I had been very much looking forwards to seeing my first Martello Tower today, and I was not disappointed. There are many of these impressive structures dotted around the Suffolk, Essex and Kent coasts, and I have never seen one in the flesh before. Unfortunately I did not get near enough to walk around this one as I was on the other side of the river to it, but it was at least a taster of what is to come.
We had a feeling that we were going to have trouble finding accommodation for tonight, but Sam found an entry for a campsite at Chillesford in one of the club handbooks. Unfortunately when she phoned them up it turned out that they had stopped having campers, but when they heard what we were doing they very, very kindly allowed us to stay anyway. This solved the problem for the night, although it is a sign of how difficult it is getting sites now that winter is coming.
Tomorrow I have to walk down the Butley River to the sea, and then along the coast until I reach the River Debden. It is then a case of walking up the river to Woodbridge so that I can cross it, but I doubt if I will make it that far tomorrow, particularly as the weather forecast is for heavy rain in the morning.
Most of this walk follows the Suffolk Coast and Heaths Path, and so for most of the time the way markers will guide you well.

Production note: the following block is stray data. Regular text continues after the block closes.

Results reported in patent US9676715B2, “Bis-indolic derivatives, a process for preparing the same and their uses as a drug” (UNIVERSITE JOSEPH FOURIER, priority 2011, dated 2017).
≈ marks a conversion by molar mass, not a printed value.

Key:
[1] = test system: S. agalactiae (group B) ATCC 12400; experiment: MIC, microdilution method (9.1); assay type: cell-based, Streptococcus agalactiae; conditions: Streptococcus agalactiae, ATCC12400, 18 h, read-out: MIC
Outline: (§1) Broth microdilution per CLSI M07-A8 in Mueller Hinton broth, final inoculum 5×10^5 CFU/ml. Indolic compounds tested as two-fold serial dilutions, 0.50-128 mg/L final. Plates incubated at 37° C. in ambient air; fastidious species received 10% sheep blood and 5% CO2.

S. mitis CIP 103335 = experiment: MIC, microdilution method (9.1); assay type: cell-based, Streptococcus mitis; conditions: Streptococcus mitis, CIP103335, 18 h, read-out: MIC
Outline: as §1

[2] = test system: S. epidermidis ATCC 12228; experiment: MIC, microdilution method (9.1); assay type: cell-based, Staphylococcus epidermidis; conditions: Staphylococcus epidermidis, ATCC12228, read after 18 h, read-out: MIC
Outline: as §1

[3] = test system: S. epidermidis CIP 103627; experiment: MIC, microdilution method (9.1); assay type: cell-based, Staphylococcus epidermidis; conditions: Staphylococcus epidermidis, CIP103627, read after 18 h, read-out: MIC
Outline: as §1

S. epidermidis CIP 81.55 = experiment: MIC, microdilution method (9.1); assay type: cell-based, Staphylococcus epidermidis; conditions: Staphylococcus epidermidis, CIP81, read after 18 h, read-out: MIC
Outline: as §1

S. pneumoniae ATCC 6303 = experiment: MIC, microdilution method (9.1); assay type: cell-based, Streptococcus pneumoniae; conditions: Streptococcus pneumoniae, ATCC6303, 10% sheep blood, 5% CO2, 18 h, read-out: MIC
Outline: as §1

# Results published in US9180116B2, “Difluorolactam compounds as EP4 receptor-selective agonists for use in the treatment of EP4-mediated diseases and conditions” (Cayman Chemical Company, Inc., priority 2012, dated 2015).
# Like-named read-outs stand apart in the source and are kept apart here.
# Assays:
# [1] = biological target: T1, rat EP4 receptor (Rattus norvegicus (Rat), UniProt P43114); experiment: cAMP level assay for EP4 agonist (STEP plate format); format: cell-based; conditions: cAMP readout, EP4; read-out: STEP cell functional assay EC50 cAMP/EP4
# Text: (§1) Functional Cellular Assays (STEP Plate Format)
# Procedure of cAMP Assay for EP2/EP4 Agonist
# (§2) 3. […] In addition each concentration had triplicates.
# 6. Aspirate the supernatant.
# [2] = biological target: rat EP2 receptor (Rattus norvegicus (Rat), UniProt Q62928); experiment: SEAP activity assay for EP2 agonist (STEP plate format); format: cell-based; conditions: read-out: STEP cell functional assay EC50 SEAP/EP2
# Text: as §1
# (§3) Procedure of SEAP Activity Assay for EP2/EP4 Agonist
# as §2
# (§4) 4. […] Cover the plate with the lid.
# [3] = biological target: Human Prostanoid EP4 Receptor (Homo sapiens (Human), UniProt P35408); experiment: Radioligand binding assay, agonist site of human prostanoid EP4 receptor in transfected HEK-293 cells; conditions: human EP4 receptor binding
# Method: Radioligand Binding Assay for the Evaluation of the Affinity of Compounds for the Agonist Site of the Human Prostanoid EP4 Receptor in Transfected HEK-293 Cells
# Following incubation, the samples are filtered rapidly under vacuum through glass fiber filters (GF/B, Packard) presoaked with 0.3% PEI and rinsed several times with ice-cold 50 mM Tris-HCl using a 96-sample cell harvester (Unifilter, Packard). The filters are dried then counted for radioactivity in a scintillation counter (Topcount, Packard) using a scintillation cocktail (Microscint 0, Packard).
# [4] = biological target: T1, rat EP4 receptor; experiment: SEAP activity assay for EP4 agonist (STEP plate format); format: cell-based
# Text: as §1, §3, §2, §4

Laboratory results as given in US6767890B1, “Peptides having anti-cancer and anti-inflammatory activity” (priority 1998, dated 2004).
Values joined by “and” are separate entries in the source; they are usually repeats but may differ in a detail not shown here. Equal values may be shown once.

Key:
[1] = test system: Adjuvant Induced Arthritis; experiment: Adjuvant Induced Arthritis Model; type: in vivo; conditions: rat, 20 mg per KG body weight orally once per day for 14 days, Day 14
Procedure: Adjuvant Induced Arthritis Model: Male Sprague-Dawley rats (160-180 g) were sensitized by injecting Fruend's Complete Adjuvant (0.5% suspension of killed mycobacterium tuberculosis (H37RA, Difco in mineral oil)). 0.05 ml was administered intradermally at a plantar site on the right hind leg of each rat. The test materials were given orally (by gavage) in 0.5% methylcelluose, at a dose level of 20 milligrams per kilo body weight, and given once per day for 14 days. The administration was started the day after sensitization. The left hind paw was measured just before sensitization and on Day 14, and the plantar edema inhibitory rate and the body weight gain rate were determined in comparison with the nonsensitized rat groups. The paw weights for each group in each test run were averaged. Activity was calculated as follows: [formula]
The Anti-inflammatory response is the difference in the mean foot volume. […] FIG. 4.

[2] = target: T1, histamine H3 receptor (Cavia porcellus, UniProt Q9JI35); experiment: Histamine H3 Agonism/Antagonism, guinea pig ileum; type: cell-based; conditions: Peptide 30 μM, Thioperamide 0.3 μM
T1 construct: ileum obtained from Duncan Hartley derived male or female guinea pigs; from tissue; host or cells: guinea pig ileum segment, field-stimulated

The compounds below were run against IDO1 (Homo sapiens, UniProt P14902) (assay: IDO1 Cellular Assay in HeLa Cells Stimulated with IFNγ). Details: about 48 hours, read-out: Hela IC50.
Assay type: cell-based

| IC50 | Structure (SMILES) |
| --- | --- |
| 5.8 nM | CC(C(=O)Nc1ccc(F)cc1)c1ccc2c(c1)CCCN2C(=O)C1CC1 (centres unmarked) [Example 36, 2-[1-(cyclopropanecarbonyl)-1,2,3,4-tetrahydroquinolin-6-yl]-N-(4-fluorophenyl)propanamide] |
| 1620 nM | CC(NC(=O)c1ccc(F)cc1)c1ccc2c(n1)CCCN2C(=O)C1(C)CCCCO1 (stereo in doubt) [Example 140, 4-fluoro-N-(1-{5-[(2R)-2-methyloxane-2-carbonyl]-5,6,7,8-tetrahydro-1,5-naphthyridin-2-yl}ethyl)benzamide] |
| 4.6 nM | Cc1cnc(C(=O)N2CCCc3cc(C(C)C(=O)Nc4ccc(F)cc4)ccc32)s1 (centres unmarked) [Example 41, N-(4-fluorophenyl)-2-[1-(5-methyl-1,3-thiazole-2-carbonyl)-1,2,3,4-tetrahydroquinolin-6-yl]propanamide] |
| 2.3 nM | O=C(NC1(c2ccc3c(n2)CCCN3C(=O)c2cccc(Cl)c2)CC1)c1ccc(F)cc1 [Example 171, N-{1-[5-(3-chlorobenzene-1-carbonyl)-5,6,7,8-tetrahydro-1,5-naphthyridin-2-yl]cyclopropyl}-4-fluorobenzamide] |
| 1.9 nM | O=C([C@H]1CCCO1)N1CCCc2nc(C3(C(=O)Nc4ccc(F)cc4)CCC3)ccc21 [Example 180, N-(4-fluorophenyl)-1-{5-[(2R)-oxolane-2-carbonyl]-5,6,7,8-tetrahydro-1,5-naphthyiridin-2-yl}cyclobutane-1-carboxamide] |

This walk starts off at the South Warren car park to the west of Aldeburgh, which is off the A1094 road. Follow a track that heads out of the car park past some cottages. When the track turns into the last cottage continue straight for a short distance on along a path that meets another track. Turn left down this track and follow it as it heads through the Cliff Plantation. Once it leaves the woodland an area of marshy land is crossed, with boardwalks and bridges carrying the path over the worst bits, before the path enters Black Heath Wood. Follow the path through the woods and then continue on westwards until the track meets a surfaced road to the left of a cottage. At the cottage continue straight on for a short distance until a road is met.
Just before the road is reached turn left down a footpath that heads southwards down a narrow path. When this path approaches the northern bank of the River Alde turn right and follow the bank of the river westwards until it meets a road to the south of Snape.
At the road turn left and cross the river Alde on the road bridge. On the southern side of the river pass the Snape Maltings and continue along the road until a road leads off to the left. Turn down this road and then immediately take a footpath that leads off to the left, to roughly follow the southern side of the River Alde.
The path continues across a marshy area through Iken Wood, through which some of the path is on a boardwalk, before reaching a car park. Pass the car park and continue on to the left of a couple of houses before turning to the right and reaching a road.